Toxikull – Under the Southern Light (Dying Victims Productions)

Wednesday, 21st February 2024
Rating: 8.5 / 10

You can feel the rubber meets the road with all speakers cranked full volume to take in the sound of Toxikull. Hailing from Portugal, they have two previous full-lengths under their belt – making Under the Southern Light a key record at this juncture of their careers. Five years between records should ensure a stronger effort – and for my first exposure to the group, it’s a stunning example of the traditional / power metal and melodic hard rock influences on hand, executing this material in an old school 80s manner with all the requisite tricks of the trade to convincingly create memorable tracks.

The subtle use of reverb, echo, or flange effects deepens the emotional authenticity wherever you choose to drop the needle (for vinyl lovers) or in any format you prefer. Soaking in the mix of US and European influences from the 80s decade, many will be able to pick out aspects of specific bands from Accept to W.A.S.P., Icon to Warlock, as well as the tried-and-true Dio, Judas Priest, and Saxon aspects – yet the four-piece find a way to inject a pure honest spirit to their performances, writing (and delivering) from the heart. Guitarist Lex Thunder doubles on lead vocals, his delivery, phrasing, and range certainly befitting of a powerhouse with leather lungs to spare – as the high-octane screams prove on the Manowar-ish “Battle Dogs” (added points for the boot marching, whistled conclusion). Elsewhere you’ll feel the synchronized dual rhythms next to double kick speed penetrating brains to take “Night Shadows” into future set list staple status, the additional background vocals plus bass heroic lines from Antim the Viking deserve devil horns approval. Simplified riff hooks match certain tempos to encourage arena-level support as “Around the World” illustrates, while the Lex Thunder / Michael Blade axe tandem pulls off some Thin Lizzy-esque meets Kiss harmonies on second half highlight “Going Back Home”. Forty minutes later, most will be ready for a return engagement as the addictive nature to the band’s style is easily infectious – swinging for the fences in tightly executed arrangements leaving little to chance.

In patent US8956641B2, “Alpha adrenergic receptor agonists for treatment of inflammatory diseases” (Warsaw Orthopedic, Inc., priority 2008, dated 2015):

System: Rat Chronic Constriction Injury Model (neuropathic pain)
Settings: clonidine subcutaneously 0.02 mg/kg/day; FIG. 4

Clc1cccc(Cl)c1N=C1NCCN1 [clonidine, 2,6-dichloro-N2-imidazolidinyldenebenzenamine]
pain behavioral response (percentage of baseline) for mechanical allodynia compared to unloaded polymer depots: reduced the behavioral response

There’s a reason why many third studio albums make (or break) careers. Toxikull have achieved their pinnacle effort with Under the Southern Light – one that the old-timers (and hopefully the younger generation) will hoist high to the power of traditional heavy metal and its ubiquitous, never say die attitude.

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